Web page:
Stoicism is a school of ancient philosophy that flourished in Greece and Rome for some five hundred years.

The ancient Stoics developed a comprehensive philosophical system comprising logic, physics, and ethics. In the Roman period, writers such as Seneca, Epictetus, and Marcus Aurelius focused on how people might apply Stoic principles to daily life.

At the core of Stoicism is the idea that in order to live a good life we need to develop a character shaped by the virtues of wisdom, moderation, courage, and justice. This is something completely within our control and can be achieved no matter what the circumstances.

By not allowing oneself to be controlled by the desire for pleasure or fear of pain, by using one's mind to understand the world and to do one's part in nature's plan, and by working together and treating others fairly and justly, the Stoics argue that we can all attain the goal that we all share – a good, happy life.

What is Stoicism?
1m 32s
Justin Stead, Founder of The Aurelius Foundation, explains the core principles of Stoicism.
The Importance of Stoicism
1m 39s
Dr John Sellars, Co-founder & author of Stoicism, reflects on why Stoicism is still relevant today.

What are the Virtues?

Stoicism was first formulated in ancient Greece and later became popular in Rome. It was in the hands of three later Stoics writing under the Roman Empire that it became a source of practical advice about how to live well. Those three later Stoics were the Roman statesman and writer Seneca, an ex-slave and teacher called Epictetus, and the Roman emperor Marcus Aurelius, after whom the Aurelius Foundation is named. All three had radically different lives and their works each have a quite distinctive style, but they all shared a common outlook on life.

Guy Hume's Journey to Stoicism
2m 8s
Guy Hume, Founding Member of the Aurelius Foundation shares his path to Stoicism.
Applying the 4 Virtues
1m 1s
Michalis Michael, Foundation Advisors discusses real-life application of the Stoic virtues.
Understanding the 4 Virtues
2m 7s
Foundation Co-Founder Pat Cash discusses the underlying principles of Stoicism.
Focusing on the Virtues
1m 4s
Tom Hill, Environmental Economist & Foundation Advisor discusses choosing virtues to focus on.

Key Stoic Themes

Here are some of the key themes that recur again and again in the works of these Roman Stoics:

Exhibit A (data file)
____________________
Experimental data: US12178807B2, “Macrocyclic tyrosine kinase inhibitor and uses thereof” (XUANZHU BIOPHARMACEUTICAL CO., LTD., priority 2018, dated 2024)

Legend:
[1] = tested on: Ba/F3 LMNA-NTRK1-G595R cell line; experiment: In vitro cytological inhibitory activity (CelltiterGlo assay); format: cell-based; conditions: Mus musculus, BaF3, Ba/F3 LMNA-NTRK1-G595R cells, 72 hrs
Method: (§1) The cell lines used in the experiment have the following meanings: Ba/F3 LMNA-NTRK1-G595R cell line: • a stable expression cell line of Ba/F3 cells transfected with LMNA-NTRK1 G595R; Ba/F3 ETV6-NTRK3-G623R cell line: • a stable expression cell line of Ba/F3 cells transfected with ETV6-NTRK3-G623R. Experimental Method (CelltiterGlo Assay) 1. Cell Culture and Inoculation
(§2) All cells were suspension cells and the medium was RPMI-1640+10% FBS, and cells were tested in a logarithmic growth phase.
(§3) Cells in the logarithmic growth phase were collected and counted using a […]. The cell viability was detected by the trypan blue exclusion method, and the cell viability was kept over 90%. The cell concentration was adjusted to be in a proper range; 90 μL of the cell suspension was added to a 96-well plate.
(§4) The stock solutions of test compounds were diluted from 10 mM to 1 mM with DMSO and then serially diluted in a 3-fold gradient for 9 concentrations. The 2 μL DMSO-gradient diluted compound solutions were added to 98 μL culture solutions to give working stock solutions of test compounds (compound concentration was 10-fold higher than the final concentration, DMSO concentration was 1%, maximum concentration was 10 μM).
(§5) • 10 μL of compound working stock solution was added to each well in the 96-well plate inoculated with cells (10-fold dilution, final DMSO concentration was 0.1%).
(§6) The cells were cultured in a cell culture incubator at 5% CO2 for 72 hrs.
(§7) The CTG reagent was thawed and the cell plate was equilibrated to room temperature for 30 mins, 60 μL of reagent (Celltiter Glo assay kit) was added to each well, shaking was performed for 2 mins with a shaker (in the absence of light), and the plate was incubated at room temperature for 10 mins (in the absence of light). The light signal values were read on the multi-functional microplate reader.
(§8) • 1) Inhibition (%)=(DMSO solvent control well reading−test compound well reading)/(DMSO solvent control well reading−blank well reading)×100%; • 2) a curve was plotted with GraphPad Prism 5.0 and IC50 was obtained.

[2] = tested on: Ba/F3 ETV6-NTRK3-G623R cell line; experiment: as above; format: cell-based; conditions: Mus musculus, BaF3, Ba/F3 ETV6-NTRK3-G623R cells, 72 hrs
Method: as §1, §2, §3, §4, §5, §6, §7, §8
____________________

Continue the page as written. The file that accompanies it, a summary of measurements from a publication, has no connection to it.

What matters most for anyone wanting to live a good life - and surely, we all do – is developing the right frame of mind. It is not what happens to us but how we think about it and how we respond to it that shapes the quality of our lives. We are often too quick to judge events, situations, and other people without pausing to think whether our judgements are fair or justified. More often than not the judgements we make are unwarranted and they colour our experiences in an unhelpful way, sometimes generating negative feelings of resentment, jealousy, bitterness, fear, or anger. The Stoics argued that these negative feelings are not the product of events themselves but how we think about them; as such it is entirely within our power to avoid them by changing the way we judge things.

The key to making good judgements is developing the right sort of character. In order to live a truly good life, the Stoics argued that we need to have a series of positive character traits that they called the virtues. These were justice, courage, temperance, and wisdom. While this can sound very high minded at first, it is easy to translate into more approachable terms. If ‘justice’ seems a bit grandiose, what they have in mind is fairness: be fair in your dealings with others. If ‘courage’ sounds like something only required on a battlefield, in everyday life it might simply involve stepping up and accepting your responsibilities rather than running away. With ‘temperance’ they simply mean moderation, avoiding self-destructive extremes. All these come together under ‘wisdom’, by which they mean the ability to make good, sensible decisions based on thought and experience, rather than knee-jerk reactions. It is by developing these character traits that we’ll be best placed to live a good and happy life.